Getting venison is No. 1 reason deer hunters go hunting in poll
There are still some of us dinosaurs who have to think before we refer to Monday's opening day of Pennsylvania's two-week firearms deer season as the opening day of "buck" season.
For those of us who cut our deer-hunting teeth during the days when the two-week antlered season was followed by a three-day antlerless season, often the choice was filling your buck tag on an immature spike buck opening morning and discarding your doe tag or passing on the young buck and gamble on taking a mature, freezer-filling doe during the three-day antlerless season.
In hindsight, other than a half-rack buck with a 4-point antler that I took on the opening Monday of the 1976 buck season, too often I made the wrong choice and have several "trophy" racks that are stored in cigar boxes.
Most of those bucks, however, were taken with either antique rifles or with flintlock muzzleloaders, so there are neither any regrets nor apologies for taking those deer.
One of these years, before the eyes, legs and back completely betray me, I would enjoy taking an 8- or 10-point buck to put on the wall. Still, when I climb into my treestand tomorrow morning, my thoughts will be on backstraps more than head mounts.
Well, according to a survey done this year by Responsive Management, an internationally recognized public opinion and attitude survey research firm specializing in natural resources and outdoors recreation issues, my main reason for hunting deer places me in the majority of deer hunters.
Responsive Management posed five questions to deer hunters age 18 and older to rank the reasons why they hunt, and the No. 1 response from the 97 percent that returned the survey was they do so for venison.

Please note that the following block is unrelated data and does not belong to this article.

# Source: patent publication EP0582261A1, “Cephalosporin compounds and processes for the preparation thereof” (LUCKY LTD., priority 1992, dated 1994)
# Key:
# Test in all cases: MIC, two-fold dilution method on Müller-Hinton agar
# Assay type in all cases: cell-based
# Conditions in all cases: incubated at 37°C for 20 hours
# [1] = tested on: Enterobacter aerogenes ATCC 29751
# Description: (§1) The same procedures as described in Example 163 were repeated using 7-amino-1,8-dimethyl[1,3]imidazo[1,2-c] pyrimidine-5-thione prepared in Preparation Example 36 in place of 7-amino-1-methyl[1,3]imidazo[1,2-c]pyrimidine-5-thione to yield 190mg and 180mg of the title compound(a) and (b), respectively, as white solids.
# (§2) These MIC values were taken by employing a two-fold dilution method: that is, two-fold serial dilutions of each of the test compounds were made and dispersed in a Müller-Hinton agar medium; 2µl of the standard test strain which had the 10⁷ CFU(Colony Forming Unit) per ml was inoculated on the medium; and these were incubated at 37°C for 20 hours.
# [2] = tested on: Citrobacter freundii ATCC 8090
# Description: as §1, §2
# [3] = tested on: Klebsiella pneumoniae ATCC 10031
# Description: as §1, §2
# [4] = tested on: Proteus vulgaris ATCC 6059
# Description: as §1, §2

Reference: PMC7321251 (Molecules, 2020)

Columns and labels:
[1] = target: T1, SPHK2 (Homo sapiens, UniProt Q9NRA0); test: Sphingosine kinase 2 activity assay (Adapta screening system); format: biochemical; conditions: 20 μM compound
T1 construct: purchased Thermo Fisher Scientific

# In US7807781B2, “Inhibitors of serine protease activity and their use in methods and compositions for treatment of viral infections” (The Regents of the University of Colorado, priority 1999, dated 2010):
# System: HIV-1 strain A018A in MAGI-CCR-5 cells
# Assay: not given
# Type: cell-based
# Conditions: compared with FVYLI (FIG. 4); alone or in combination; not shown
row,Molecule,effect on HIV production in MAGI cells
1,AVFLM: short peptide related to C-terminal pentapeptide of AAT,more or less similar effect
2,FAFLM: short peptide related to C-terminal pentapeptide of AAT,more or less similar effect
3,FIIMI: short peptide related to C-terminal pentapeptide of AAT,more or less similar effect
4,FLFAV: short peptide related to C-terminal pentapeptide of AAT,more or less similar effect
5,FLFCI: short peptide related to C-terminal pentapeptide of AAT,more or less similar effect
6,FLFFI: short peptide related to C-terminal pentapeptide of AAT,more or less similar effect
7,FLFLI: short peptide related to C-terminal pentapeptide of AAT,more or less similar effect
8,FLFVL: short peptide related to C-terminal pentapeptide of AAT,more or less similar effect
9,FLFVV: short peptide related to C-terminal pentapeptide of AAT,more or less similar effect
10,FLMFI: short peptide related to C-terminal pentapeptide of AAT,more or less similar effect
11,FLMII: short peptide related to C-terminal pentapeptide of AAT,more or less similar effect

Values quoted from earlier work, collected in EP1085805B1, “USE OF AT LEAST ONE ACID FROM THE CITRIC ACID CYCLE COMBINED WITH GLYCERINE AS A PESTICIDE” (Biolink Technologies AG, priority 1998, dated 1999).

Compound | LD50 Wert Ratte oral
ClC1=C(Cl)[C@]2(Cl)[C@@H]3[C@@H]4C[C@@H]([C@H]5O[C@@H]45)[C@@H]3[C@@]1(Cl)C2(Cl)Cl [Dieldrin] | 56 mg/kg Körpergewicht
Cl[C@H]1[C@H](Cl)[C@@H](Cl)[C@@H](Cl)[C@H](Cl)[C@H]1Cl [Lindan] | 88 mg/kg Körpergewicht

Of those polled, 35 percent selected "for the meat" as the most important reason for them hunting deer. This is a 13-percent increase from a similar survey conducted in 2006 when just 22 percent of hunters listed it as their biggest reason for deer hunting, ranking it No. 3 in that survey.
Some speculate the reason for the increase is aligned with the ongoing economic hardships so many are facing. For those who already own firearms, hunting apparel and the other gear associated with hunting, downing a mature whitetail is an inexpensive way to obtain meat.
Then again, many eat game meat for health reasons rather than the steroid-enhanced meat that is sold at some chain grocery stores across the nation. There is also a trend in healthy eating that goes beyond the "organic" set, and clearly the best choices when it comes to meat is wild game or that from local butcher shops.
Listed as the No. 2 reason in the survey for deer hunting with 31 percent was sport and recreation. This was just slightly less than the 33 percent who made it the No. 1 reason in the '06 survey.
Ranking No. 3 in the survey as the reason for deer hunting with 21 percent was being with family and friends. In '06, it ranked No. 2 with 27 percent of the hunters listing this as their main reason.
Ranking No. 4 in the survey as the main reason for deer hunting with 9 percent was being close to nature. In the '06 survey, 16 percent listed this as their main reason for deer hunting.
For all of the outdoors television programs that are shown and all the newspaper and magazine feature articles that are devoted to taking a "trophy" buck, those responding to this year's survey and the 2006 survey rank it No. 5. This year, just 1 percent of those responding listed taking a trophy as their No. 1 reason for deer hunting, and in the '06 survey so few listed it that there were too few to calculate.
While this and all surveys that are conducted on the subject of deer hunting makes for some lively debate, there is no argument that opening day remains one of those special occasions for deer hunters.
It was that way on the opening day of buck season, and it remains unchanged for the opening day of the firearms deer season.
(Dietz is outdoors editor)